3 mins read time ## Option Price Drivers – Money-ness

##### Pricing Models

## Option Price Drivers – Facebook Call Option example

## Examining the impact of volatility

## Examining the impact of time

Option value is dependent on the following variables:

- The current spot price of the underlying security
- The strike price at which the option has been struck
- The price volatility (
**Vol**) of the underlying security - The risk free interest rate
- The time to expiry
- The dividend yield on dividend paying securities

Option value changes when any of the above variables change. The magnitude of the option value change depends on where the option is in terms of “money-ness” and the variable in question.

Money-ness is a function of how far the strike price is from the current spot price. For call options:

a) When the strike price is greater than the current spot price and based on volatility levels it would take a large price movement for the option to expire in the money, the option is **deep out of money**.

b) When the strike price is less than the current spot price and based on volatility levels it would take a large price movement for the option to expire out of money, we say the option is deep in the money.

c) When the strike price is close to spot price in either direction, the option is regarded as at or near money.

Deep out of money options increase more in value for changes in volatility and spot price levels compared to at or near money option. While they have a higher probability of expiring worthless if you can trade premiums deep out of money options also generate higher trading profits in relative terms for the similar increases in volatility and price levels.

There are three pricing models available for determining option value. They are:

- The Black Scholes formula for European Call and Put Options
- Binomial Trees for American & Exotic Options
- Monte Carlo Simulation for Exotic Options

Let’s take a look at a simple example using a American call option issued on Facebook. For our Facebook option value example we will use Binomial Trees for valuing American Call Options issued on Facebook. The parameters used for Option Value are given below:

Here volatility refers to implied volatility and Time refers to time to maturity of 1 year. The starting value of the call option using the above parameters is US$1.202. As we change the spot price of the underlying Facebook share, the option value from 1 cent a share at $13 dollars to $10.53 a share at $35 dollars as show below.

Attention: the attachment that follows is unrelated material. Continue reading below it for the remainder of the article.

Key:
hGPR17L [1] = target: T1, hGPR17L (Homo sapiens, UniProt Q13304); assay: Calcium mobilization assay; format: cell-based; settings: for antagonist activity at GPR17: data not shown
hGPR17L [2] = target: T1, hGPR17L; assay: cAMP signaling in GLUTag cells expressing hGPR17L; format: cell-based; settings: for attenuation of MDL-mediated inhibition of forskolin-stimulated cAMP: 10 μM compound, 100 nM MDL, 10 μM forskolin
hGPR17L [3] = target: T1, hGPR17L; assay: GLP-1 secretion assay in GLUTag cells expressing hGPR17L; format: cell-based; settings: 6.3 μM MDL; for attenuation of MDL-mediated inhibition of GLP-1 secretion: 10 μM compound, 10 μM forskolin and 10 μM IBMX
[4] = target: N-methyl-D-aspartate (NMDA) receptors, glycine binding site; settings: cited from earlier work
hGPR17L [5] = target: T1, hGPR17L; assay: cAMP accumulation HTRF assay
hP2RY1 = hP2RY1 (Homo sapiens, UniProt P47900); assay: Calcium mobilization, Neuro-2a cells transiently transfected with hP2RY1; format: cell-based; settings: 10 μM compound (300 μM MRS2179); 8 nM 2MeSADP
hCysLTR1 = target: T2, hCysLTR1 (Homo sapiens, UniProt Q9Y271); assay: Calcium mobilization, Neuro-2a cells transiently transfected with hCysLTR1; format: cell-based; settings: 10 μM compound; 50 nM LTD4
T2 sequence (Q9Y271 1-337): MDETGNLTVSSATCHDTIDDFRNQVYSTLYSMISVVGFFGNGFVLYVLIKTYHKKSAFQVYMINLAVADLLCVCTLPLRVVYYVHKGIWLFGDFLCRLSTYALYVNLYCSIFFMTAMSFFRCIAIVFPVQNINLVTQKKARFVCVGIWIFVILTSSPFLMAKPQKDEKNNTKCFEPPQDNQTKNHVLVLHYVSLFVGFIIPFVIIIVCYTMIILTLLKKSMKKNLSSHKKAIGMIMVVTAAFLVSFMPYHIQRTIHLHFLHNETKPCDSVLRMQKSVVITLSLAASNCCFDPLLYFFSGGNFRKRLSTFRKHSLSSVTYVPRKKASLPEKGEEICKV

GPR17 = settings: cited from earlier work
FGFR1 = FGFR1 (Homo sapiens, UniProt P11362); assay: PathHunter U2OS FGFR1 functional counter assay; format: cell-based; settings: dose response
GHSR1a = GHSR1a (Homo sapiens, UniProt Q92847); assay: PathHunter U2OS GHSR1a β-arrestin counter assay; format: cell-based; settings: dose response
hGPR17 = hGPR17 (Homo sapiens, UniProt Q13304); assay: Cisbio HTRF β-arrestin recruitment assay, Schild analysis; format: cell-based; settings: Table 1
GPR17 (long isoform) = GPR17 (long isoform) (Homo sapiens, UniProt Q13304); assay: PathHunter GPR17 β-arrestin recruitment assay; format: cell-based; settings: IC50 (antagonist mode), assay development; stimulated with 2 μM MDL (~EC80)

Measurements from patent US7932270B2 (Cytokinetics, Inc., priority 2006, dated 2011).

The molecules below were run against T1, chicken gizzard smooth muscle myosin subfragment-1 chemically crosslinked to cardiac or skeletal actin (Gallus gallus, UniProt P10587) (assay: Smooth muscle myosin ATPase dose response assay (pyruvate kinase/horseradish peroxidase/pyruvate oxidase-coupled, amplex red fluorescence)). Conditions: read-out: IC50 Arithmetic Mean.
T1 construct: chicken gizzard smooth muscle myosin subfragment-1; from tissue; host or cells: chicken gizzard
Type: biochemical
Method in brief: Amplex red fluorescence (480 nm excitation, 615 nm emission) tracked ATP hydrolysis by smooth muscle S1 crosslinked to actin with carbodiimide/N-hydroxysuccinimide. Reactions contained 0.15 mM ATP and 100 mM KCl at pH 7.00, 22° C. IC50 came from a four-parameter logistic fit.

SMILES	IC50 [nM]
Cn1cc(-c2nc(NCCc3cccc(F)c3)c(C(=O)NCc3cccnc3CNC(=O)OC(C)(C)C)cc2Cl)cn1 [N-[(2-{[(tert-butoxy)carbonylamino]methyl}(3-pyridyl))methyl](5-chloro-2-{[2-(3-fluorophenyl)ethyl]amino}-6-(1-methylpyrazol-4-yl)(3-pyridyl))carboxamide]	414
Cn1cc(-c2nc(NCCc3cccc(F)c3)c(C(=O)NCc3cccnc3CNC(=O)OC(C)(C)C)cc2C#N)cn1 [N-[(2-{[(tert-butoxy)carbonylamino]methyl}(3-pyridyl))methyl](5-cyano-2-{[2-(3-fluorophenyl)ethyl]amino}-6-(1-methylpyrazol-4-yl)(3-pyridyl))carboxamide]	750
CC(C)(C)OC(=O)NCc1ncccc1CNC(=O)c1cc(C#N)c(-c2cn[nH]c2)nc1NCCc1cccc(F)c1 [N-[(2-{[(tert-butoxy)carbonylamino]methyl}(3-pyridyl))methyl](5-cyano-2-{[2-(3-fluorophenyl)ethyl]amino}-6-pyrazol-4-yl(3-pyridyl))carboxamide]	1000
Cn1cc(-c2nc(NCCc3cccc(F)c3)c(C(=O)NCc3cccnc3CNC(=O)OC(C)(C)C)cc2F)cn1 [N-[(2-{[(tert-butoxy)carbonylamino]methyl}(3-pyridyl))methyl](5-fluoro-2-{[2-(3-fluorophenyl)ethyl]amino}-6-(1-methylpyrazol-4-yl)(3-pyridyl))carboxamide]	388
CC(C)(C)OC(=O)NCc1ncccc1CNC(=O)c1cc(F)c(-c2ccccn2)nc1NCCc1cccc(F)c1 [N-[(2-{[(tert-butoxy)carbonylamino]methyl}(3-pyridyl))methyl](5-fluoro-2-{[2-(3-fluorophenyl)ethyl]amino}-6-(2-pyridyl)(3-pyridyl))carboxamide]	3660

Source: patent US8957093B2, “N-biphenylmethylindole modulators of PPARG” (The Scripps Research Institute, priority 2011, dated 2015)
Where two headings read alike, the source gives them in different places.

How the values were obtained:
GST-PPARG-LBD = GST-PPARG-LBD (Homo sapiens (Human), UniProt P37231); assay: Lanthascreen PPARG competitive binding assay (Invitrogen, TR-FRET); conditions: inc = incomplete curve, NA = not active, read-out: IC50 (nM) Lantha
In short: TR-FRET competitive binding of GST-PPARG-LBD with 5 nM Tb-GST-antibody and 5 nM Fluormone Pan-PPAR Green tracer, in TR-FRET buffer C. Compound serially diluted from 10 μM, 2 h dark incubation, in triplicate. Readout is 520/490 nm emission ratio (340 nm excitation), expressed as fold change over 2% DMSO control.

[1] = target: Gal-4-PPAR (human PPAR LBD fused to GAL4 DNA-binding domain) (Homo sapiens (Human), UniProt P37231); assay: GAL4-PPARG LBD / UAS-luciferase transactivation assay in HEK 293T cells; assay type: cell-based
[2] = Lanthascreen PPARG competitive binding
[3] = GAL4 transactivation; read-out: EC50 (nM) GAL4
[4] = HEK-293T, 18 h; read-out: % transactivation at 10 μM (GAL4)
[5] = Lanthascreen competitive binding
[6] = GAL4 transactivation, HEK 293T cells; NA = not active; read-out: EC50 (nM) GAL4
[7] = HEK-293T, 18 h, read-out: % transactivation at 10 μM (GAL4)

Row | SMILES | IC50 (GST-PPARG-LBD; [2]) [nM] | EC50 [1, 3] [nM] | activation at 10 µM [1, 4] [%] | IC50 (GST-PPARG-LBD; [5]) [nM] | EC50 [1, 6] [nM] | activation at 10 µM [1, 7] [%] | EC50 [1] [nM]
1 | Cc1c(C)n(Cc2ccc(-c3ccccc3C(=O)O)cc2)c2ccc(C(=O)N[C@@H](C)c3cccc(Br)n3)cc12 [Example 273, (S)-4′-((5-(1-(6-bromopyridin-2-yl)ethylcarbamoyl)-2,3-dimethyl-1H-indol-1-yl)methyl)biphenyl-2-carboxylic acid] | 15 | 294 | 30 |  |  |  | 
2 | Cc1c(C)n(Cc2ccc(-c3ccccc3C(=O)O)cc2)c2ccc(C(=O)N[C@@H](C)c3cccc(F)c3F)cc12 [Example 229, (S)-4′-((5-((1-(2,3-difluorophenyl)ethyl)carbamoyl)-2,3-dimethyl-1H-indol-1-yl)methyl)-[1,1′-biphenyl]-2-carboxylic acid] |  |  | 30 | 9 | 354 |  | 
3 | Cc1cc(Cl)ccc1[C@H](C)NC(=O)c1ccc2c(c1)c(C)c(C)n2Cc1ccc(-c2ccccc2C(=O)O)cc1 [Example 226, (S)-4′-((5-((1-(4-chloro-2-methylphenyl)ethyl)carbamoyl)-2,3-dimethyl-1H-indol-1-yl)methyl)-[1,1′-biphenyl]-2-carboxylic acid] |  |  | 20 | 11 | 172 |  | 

If the underlying share hits $35 and you were to exercise the call option immediately, cash received by exercising the option would be $ 10 dollars. Facebook share is worth $35, the strike price is $25, you could buy the share for 25 and sell it immediately in the market for 35 to book a cash gain of $10 (ignoring premiums).

But the option is worth $10.53. The extra 53 cents represent the **intrinsic value of the option **because as long as there is time available till expiry, the underlying can still increase (or decrease) in value and change the final payoff from exercising the option.

Our second example looks at the impact of changing volatility on Option Value while holding all other parameters constant. Using the same parameters as above we calculate the value of a call option by changing volatility levels. Option value moves from 0 cents at 5% volatility to $2.92 dollars at 45% price volatility.

There are many ways that you can calculate volatility but for option pricing, the only relevant measure is **implied volatility**. **Implied volatility** is the volatility level at which the price generated from your model and the market price match.

Volatility measured using historical price levels and returns is known as empirical or historical vol and while relevant and useful for analysis and discussion is not applicable for measuring the market price of an option. Just because historical volatility levels have been high, does not guarantee that they will be high in the future and vice versa. The market uses implied volatility as a measure of the volatility level the market is comfortable trading at for Facebook shares.

Our third example looks a the impact of changing time to maturity on option value. We move time to expiry from one month (.0833) to one year (1.0) and track the change in the value of the call option on Facebook.

You can see that unlike volatility and spot prices, the relationship with time is almost linear.

To track changes in option value and extend this analysis to interest rates and other relevant parameters it is important to build an intuitive understanding of option pricing, option price sensitivity and option pricing models. Option Greeks simplify that analysis by examining the impact of each of the above drivers on the option price. Also, check out:

- Option Pricing – Quick Study Guide
- Option price sensitivities – Option Greeks – Delta, Gamma, Vega, Theta & Rho
- The Black Scholes Equation – Intuitive Guide